On 10 February 1972, Japan formally acknowledged Bangladesh as an independent nation-state. Since then, the two nations have kept up a cordial relationship that can be described as an upstanding model of development partnership. It is time to evaluate the positives, negatives, and future prospects of their five-decade journey to move Bangladesh-Japan relations to a new level of bilateral engagement as they approach their relationship’s golden anniversary.
The main topic of this essay is how Japan’s economic help policy and connections with a nation like Bangladesh in South Asia are determined. Japan is a significant economic power and is also considered as a “great power of aid,” but it is not a military powerhouse. Even beyond recent diplomatic history, Bangladesh and Japan have strong cultural ties. Both nations are culturally homogenous, are vulnerable to natural disasters, and have limited natural resource availability.
Since 1972, Japan has given generously to Bangladesh through Official Development Assistance (ODA), becoming the country’s top bilateral donor. The majority of Japan’s ODA goes to Bangladesh, and since the two countries established a Comprehensive Partnership in 2014, Japan’s financial assistance to Bangladesh increased.
Japan has contributed a total of $24.72 billion since Bangladesh’s independence, roughly equally divided between grants and loans. Bangladesh receives help from Japan in a variety of sectors, including social and economic growth, energy production, and the creation of both physical and intangible infrastructure. The official development assistance (ODA) that Japan provides to Bangladesh has turned out to be profitable for both nations rather than exploitative. According to a 2014 Pew Research survey, 71 percent of Bangladeshis have a positive opinion of Japan, making it one of the most pro-Japanese nations in Asia. In favor of Japan, Bangladesh withdrew its application for a non-permanent seat on the UN Security Council (UNSC) in 2014.
Japan is Bangladesh’s top export market in Asia. Although Bangladesh’s exports to Japan have almost doubled over the past 10 years, there is still a tremendous amount of unrealized trade potential for Bangladesh. There is room to increase the export of pharmaceuticals, agricultural, and fishery products to Japan, which now imports mostly ready-made garments and leather goods from Bangladesh.
Bangladesh is a key component of Japan’s geoeconomic strategy in South Asia. Bangladesh’s economy, which is one of South Asia’s most free-market and trade-oriented nations, is steadily growing into one of the most promising and lucrative in the region. Due of Bangladesh’s maritime access to the Bay of Bengal, through which 80 percent of Japan’s imports of oil from the Middle East pass, Japan has kept Bangladesh in its geostrategic sphere. Besides, 164 million consumers, political stability, expanding middle class, higher purchasing power, domestic demand, affordable labor, and quick speed of economic development are also playing significant role in developing Japan-Bangladesh economic cooperation. For Japanese companies trying to shift away from China, Bangladesh can present itself as an enticing alternative site.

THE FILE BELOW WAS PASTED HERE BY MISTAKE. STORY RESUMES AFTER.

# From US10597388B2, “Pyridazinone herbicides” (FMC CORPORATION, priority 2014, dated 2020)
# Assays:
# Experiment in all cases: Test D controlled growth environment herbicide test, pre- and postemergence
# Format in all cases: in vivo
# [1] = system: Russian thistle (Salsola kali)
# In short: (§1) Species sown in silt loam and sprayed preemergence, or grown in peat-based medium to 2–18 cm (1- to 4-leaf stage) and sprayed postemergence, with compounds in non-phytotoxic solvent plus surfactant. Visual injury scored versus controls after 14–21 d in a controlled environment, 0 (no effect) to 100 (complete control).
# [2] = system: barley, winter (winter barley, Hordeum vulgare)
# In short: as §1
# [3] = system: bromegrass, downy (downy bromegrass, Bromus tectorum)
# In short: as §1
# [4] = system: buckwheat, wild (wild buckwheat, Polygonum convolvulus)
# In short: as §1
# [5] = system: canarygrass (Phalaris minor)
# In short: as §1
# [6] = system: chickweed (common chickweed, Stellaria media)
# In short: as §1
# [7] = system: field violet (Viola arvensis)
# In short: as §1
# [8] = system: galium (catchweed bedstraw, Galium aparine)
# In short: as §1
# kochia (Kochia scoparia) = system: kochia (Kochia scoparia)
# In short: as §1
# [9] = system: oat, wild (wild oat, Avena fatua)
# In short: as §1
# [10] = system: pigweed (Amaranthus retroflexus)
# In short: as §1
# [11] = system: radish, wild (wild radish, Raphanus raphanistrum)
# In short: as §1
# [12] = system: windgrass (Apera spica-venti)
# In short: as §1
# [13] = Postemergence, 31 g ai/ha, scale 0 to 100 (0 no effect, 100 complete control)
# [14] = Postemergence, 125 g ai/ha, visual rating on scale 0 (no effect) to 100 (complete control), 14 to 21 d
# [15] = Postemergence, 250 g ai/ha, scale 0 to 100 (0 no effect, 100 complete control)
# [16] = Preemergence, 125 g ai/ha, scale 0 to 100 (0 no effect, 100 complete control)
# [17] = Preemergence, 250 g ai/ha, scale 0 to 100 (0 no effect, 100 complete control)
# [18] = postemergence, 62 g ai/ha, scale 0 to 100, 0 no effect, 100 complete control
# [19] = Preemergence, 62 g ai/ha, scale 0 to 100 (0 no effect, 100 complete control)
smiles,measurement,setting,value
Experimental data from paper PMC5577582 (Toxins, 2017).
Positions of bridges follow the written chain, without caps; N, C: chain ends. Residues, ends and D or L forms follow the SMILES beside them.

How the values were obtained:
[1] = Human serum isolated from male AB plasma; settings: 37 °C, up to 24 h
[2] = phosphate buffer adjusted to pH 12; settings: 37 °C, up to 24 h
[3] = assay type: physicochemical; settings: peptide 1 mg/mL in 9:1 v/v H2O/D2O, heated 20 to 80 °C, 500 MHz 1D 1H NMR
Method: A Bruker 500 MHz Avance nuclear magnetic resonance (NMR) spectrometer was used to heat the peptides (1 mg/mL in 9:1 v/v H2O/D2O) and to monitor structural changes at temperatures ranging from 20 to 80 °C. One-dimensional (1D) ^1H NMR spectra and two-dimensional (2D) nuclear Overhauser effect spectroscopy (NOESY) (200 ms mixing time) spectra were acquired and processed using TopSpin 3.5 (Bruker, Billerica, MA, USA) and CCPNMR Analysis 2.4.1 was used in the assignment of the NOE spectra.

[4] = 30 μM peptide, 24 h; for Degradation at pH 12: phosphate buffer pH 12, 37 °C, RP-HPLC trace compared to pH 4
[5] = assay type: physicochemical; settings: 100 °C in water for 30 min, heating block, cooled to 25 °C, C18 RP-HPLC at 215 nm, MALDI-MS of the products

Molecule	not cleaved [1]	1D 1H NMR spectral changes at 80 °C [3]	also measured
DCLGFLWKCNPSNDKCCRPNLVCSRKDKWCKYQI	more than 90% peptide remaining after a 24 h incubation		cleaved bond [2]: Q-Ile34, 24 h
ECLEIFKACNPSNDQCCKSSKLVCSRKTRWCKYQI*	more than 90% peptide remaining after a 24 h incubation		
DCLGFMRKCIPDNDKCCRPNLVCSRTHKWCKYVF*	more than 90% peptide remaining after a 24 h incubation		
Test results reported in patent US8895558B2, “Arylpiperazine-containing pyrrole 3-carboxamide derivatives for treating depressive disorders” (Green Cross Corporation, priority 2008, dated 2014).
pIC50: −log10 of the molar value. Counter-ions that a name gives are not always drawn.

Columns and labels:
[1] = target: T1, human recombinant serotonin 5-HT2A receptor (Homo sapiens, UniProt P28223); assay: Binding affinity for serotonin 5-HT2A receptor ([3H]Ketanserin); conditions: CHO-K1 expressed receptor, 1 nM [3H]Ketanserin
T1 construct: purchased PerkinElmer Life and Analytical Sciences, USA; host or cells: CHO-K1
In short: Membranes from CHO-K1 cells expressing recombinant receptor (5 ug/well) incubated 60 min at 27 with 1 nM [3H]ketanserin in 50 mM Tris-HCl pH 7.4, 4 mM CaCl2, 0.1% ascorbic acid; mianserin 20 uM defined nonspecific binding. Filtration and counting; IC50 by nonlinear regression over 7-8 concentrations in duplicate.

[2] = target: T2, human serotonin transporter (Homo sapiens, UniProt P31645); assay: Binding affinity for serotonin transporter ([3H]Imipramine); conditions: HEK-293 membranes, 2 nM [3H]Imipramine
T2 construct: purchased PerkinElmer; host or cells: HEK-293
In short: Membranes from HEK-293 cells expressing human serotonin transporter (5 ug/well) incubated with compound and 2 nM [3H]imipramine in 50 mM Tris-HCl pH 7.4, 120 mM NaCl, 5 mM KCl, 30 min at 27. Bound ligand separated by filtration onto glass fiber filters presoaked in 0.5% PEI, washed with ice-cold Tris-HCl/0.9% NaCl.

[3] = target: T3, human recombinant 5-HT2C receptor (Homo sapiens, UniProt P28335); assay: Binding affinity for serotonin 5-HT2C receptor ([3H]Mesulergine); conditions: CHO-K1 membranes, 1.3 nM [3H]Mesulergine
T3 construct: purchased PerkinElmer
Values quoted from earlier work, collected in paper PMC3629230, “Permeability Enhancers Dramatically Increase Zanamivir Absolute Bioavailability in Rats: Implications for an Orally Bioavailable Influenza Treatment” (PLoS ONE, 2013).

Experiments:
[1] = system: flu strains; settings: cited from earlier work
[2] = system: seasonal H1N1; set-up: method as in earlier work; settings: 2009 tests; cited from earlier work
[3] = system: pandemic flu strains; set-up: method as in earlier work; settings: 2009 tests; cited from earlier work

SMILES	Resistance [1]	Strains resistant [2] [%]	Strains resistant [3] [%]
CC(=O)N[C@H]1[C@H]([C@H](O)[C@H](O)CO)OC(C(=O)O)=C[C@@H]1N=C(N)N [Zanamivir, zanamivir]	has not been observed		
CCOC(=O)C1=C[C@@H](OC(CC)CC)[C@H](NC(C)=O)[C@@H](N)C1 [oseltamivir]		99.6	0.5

The Bay of Bengal Industrial Growth Belt (BIG-B), a Japanese plan to alter South Asia’s economic outlook primarily for Japanese interest, is playing a significant role in the creation of jobs and new infrastructure in Bangladesh. MRT line in Dhaka, the deep-water port at Matarbari, Terminal 3 of the airport, and the economic zone at Araihazar are among the key projects being carried out under BIG-B.
However, Japan’s alignment with Quad and rising friction with China, a strategic partner of Bangladesh, is raising the chance of future complications for Bangladesh. Jolted by the Ukraine war and China’s assertiveness, Japan is looking to boost its defense capability, which is embraced a pacifist outlook after its defeat in the Second World War. Public opinion polls and commentators have found that since the end of the Ukraine conflict, the Japanese people have been steadily turning away from pacifism. While the world’s attention is on the situation in Russia and Ukraine, U.S. and NATO hostilities with China and North Korea are escalating substantially halfway across the globe in the Pacific Ocean, thus leading to the state of unease in Japan. Since the Obama administration’s “Pivot to Asia,” which was created in part to divert attention away from the decision to surge troops in Afghanistan and Iraq in the failed U.S. war strategies in the Middle East, the U.S. military’s naval and air presence in the Western Pacific has steadily increased.
The strategists of Quad may look to make the most out of the positive mindset of Bangladeshi citizens towards Japan and supplement the negative outlook of India in the region to counter rising Chinese influence in South Asia and the Indian Ocean. The Quad is also setting up strategy to counter Russia and its joint approach with Beijing in Asia, a move that may make Dhaka uncomfortable in the future, as Russia is also a major development and military partner of Bangladesh after China.
The Sino-Indian competition, in which smaller nations use China as an extra-regional power to balance or negotiate with Indian monopoly, considerably impacts South Asian affairs. However, it is challenging for these states to preserve their equilibrium or strategic hedging due to the growing US stake and direct conflict between Quad and China.
Standing at this pivotal time in their relationship, Bangladesh and Japan may work together to strengthen their bond with a unique and well-defined plan for future economic cooperation. And by closely monitoring the geoeconomic and geopolitical dynamics of the region and beyond, Dhaka should emphasise sustainable development for a future self-sufficient economy.